- This arrangement removes a major obstacle for small employers, by allowing them to offer a cost-effective 401(k) plan to their employees without being encumbered by complicated regulatory requirements under ERISA, the federal law governing private pension plans. An independent governance board would be an ERISA fiduciary for the plan.
- NYC Roth IRA – For all private-sector employers who choose not to shop through the exchange or select a plan through other methods, this plan serves as the required default option. Research shows that automatic enrollment in retirement savings accounts vastly improves participation, so employers would be required to automatically enroll eligible employees (although, as with all Nest Egg plans, employees would be free to opt out at any time).
- The federal myRA plan would be the automatic investment option for the first $15,000 in savings, with no fees and a guarantee of no loss of principal to those who invest – another first in the nation among proposed city and state plans – which will help lower costs.
The NYC Nest Egg plan would be overseen by an independent board of experts whose responsibility would be to protect the best interests of participants. The board would periodically select investment management, administrative, and education providers through a transparent competitive bidding process. In addition to the myRA, investment options would be limited to a set of passively-managed low-cost index funds.
The rapidly changing face of retirement security in New York City prompted Comptroller Stringer to develop the NYC Nest Egg Plan.
NYC Retirement by the Numbers:
- In New York City, approximately three out of five workers have no access to an employer-based retirement plan, a figure that jumps to 89 percent among workers at firms with fewer than ten employees.
- Today, 10,000 baby boomers are turning 65 every single day in America, many of them right here in New York City.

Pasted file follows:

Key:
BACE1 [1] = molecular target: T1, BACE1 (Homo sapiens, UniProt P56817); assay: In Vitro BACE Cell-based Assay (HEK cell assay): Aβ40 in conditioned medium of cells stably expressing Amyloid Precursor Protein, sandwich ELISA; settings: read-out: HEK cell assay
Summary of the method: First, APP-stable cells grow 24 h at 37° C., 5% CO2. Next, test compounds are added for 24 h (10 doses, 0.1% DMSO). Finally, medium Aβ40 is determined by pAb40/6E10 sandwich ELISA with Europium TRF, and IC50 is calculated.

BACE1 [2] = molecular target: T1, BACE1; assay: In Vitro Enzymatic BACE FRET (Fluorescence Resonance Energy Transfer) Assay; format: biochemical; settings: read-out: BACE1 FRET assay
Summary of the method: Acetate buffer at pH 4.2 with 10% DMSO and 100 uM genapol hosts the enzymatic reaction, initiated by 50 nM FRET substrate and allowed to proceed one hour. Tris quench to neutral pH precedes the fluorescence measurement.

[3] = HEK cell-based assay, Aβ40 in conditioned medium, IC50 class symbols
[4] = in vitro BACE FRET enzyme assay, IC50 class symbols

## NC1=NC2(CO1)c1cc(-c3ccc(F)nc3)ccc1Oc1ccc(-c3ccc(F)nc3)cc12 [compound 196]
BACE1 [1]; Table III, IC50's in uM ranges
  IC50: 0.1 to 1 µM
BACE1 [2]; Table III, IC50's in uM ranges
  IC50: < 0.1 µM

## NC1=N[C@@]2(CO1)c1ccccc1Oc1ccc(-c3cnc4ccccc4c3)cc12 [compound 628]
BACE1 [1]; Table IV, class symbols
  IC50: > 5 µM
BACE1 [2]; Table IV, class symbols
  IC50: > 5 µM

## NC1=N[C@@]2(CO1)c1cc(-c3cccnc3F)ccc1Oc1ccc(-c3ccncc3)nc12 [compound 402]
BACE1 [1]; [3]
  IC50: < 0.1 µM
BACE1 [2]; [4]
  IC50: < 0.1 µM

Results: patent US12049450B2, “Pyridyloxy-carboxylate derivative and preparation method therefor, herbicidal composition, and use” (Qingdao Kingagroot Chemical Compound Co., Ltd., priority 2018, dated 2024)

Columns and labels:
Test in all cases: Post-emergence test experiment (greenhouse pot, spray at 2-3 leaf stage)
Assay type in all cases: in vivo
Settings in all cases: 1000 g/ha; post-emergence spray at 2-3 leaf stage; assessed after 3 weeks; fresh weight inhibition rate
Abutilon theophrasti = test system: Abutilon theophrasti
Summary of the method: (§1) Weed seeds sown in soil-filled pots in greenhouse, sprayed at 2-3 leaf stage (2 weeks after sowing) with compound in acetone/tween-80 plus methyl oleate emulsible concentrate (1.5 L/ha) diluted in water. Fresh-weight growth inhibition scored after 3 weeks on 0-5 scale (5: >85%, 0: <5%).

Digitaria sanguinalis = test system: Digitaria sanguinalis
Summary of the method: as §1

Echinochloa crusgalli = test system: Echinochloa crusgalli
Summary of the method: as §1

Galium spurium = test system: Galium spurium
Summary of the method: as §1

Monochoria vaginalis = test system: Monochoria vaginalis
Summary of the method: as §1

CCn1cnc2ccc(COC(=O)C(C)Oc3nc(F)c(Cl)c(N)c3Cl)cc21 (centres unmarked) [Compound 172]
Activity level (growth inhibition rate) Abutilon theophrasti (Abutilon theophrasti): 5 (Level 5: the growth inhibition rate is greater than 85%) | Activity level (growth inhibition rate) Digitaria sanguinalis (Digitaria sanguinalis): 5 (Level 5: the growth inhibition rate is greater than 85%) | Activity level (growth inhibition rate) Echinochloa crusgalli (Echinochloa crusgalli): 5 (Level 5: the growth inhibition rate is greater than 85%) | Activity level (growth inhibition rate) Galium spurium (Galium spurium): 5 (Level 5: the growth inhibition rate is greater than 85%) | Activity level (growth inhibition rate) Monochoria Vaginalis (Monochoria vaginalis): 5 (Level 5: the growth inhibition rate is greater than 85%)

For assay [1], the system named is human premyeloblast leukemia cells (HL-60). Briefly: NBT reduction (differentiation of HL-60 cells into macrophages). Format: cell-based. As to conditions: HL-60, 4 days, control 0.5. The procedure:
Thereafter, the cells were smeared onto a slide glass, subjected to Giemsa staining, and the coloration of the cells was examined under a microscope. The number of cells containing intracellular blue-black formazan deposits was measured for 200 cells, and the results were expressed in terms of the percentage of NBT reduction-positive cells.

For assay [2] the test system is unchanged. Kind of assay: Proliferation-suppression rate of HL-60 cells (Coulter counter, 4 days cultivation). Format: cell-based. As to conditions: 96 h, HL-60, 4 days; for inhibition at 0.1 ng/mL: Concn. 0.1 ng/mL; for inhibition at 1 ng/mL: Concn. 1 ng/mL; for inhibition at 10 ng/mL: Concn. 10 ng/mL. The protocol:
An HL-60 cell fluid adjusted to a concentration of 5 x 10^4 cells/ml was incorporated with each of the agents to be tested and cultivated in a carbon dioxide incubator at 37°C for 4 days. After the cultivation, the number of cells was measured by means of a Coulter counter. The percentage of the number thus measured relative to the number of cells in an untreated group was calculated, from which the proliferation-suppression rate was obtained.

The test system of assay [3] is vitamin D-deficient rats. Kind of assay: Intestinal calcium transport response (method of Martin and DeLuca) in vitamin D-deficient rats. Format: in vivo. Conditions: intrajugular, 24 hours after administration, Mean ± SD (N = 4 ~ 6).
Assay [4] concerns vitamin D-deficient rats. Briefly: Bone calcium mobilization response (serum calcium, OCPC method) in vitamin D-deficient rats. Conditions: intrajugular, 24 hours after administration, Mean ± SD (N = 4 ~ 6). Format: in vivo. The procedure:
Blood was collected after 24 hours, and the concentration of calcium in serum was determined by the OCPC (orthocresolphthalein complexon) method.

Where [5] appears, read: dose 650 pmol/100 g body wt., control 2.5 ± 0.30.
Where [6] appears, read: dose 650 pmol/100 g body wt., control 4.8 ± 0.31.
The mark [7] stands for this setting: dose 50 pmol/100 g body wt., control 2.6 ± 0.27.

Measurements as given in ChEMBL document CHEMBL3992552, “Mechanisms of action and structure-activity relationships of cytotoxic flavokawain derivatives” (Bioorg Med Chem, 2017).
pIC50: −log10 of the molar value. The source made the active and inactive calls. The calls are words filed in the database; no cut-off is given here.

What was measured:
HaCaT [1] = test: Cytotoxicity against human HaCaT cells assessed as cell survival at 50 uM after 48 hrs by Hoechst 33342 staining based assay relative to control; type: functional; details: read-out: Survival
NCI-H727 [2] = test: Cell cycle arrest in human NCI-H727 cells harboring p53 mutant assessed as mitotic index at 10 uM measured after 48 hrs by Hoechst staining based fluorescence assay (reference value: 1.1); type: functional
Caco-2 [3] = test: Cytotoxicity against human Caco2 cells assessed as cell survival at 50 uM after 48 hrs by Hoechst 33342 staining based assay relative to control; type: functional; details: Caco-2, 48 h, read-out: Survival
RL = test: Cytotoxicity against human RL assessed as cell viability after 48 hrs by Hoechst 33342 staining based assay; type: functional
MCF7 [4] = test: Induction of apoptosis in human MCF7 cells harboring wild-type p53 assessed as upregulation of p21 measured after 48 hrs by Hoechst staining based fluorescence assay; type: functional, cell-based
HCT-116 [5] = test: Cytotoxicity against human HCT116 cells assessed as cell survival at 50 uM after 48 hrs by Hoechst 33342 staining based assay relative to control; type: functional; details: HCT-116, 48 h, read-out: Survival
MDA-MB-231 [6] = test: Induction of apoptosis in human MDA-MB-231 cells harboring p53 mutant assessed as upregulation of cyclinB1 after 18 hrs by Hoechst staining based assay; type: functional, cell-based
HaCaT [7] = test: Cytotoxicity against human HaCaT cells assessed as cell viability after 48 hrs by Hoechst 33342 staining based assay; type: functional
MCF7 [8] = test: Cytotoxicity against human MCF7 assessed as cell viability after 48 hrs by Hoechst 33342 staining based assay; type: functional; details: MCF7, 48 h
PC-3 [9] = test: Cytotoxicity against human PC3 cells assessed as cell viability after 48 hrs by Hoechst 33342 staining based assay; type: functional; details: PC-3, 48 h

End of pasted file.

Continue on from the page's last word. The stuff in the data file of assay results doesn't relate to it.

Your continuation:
- It is estimated that by 2040, New York City’s 65-and-older population will have grown by 1.4 million, or 40.7 percent, since 2010.
The Comptroller’s Retirement Security Study Group was made up of some of the nation’s top academics and informed the development of the NYC Nest Egg Plan over a period of nineteen months. They included six of the nation’s leading experts in this area: Dr. Teresa Ghilarducci (The New School for Social Research); Dr. David Laibson (Harvard University); Dr. Olivia S. Mitchell (University of Pennsylvania); Dr. Alicia Munnell (Boston College); Dr. Joshua Rauh (Stanford University); and Dr. Stephen P. Zeldes (Columbia University). The Study Group authored a separate analytical report on retirement security issues and options, which served as the foundation of the Comptroller’s NYC Nest Egg Plan.
Scott Evans, the Deputy Comptroller for Asset Management and the Chief Investment Officer of New York City’s $160 billion pension fund, chaired the philosophically diverse group, and the Comptroller’s Associate Director for Policy Susan Scheer, served as its Executive Director.
“Today, too many New Yorkers face a bleak economic future, with Social Security providing only basic protection, because they have little or no real savings to rely on in their retirement years,” Comptroller Stringer said. “That’s why I’m proposing the NYC Nest Egg Retirement program, an initiative that expands the retirement safety net in our City – without creating any additional liability for taxpayers. We cannot afford to wait another day to tackle this critical challenge – not if we want to keep New York a place where people can look forward to retiring securely after a lifetime of work and sacrifice.”